Born in Kosovo, in the former Yugoslavia, Tahir Kukiqi came to Staten Island in 2002 via Cairo to join the Miraj School and Albanian Islamic Cultural Center as an imam. Since then, Kukiqi has built a reputation on Staten Island for building bridges between people of different ethnicities, religions and backgrounds. In March, he joined Assemblyman Charles Fall and other local officials standing in solidarity with Muslims worldwide following mosque attacks in New Zealand.
For some New York politicos, CoJo means Corey Johnson, the New York City Council speaker. For Mendy Mirocznik and many Staten Islanders, it’s COJO, or the Council of Jewish Organizations. Mirocznik’s organization serves the borough’s Jewish community, running a food pantry and working with some 40,000 constituents. A former candidate for New York City Council himself, Mirocznik is also an attorney and is a clerk for a state Supreme Court judge on Staten Island.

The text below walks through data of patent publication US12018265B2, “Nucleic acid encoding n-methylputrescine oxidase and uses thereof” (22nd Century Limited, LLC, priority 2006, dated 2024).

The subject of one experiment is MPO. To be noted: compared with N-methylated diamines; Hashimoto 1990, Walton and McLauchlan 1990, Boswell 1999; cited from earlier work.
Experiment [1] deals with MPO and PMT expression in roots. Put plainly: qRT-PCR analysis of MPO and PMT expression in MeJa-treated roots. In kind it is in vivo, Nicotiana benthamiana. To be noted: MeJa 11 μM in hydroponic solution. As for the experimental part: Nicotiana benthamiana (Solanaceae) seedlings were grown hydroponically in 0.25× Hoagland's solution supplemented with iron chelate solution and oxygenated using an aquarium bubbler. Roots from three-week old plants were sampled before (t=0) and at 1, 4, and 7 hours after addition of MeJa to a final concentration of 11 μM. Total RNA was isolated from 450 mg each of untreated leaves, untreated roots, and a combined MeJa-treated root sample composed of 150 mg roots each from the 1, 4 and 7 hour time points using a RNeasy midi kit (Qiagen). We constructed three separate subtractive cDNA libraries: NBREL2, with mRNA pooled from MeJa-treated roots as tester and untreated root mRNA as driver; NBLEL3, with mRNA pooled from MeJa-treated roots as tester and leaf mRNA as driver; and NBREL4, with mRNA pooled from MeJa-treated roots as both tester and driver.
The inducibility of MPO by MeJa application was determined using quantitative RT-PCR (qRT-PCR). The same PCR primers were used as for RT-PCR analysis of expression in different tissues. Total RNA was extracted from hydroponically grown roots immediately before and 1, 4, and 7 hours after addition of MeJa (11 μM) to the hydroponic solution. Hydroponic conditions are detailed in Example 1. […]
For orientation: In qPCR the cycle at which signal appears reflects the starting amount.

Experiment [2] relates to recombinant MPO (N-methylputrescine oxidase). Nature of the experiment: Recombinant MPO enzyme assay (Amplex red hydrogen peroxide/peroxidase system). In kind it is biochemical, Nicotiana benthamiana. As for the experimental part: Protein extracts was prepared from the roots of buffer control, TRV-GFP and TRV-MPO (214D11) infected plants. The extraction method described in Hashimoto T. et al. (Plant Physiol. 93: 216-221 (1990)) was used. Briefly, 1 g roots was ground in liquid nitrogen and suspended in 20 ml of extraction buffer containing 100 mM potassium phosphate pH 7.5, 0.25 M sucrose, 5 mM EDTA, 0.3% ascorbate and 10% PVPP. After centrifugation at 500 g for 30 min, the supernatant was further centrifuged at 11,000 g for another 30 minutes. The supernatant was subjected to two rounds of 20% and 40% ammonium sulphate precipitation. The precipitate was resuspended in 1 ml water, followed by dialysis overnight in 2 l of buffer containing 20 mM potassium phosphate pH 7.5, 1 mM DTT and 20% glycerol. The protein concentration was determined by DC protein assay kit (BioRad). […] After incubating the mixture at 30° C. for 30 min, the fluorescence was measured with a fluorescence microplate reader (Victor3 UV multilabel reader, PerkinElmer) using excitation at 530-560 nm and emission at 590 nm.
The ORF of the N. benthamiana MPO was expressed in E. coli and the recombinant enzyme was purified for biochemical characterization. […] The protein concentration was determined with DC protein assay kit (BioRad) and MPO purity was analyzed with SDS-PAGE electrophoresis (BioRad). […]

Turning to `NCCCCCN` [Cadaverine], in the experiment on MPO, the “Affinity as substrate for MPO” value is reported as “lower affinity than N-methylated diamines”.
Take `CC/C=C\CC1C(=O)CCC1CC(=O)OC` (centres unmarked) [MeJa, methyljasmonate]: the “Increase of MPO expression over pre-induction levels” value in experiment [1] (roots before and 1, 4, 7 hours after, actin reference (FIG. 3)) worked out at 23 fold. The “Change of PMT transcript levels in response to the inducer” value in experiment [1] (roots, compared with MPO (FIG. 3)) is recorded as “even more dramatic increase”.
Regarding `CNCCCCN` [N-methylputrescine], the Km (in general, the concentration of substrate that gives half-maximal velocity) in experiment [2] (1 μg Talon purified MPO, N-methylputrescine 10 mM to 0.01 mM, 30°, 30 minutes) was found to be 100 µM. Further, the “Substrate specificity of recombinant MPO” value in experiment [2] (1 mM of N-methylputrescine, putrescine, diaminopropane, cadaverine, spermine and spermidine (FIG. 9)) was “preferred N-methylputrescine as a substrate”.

Janet Dugo has led the charge to revitalize Downtown Staten Island’s commercial district – helping to increase investment in areas like Bay Street and the North Shore – and she’s done it while juggling a handful of other roles. The president of media consultancy Warren Dugo Media and former publisher of Staten Island Business Trends has been recognized citywide as a leader in business. She was previously the vice president of a Wall Street brokerage firm.
Banks are a lifeline for small businesses, and Empire State Bank has served that role in Staten Island. Philip Guarnieri helped found the bank and has been running it for 15 years. With locations in Staten Island as well as Brooklyn and the Hudson Valley, it has amassed over $150 million in assets. With more than three decades in banking, the Staten Island resident brings plenty of expertise and leadership to the position.